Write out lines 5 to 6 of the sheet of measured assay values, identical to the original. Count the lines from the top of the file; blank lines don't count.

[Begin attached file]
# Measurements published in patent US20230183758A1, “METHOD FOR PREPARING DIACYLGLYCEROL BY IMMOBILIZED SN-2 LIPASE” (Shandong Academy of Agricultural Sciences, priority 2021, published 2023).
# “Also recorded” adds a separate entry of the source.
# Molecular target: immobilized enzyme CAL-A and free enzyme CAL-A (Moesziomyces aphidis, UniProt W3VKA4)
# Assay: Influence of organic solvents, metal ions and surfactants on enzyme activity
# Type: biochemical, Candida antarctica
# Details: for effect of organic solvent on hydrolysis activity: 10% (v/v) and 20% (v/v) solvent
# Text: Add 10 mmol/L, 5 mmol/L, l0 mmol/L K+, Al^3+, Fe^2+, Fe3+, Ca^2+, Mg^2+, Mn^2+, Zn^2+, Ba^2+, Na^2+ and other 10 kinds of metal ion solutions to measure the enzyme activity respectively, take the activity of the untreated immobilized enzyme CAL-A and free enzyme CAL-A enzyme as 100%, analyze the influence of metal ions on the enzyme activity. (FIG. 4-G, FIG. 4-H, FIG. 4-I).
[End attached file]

# Type: biochemical, Candida antarctica
# Details: for effect of organic solvent on hydrolysis activity: 10% (v/v) and 20% (v/v) solvent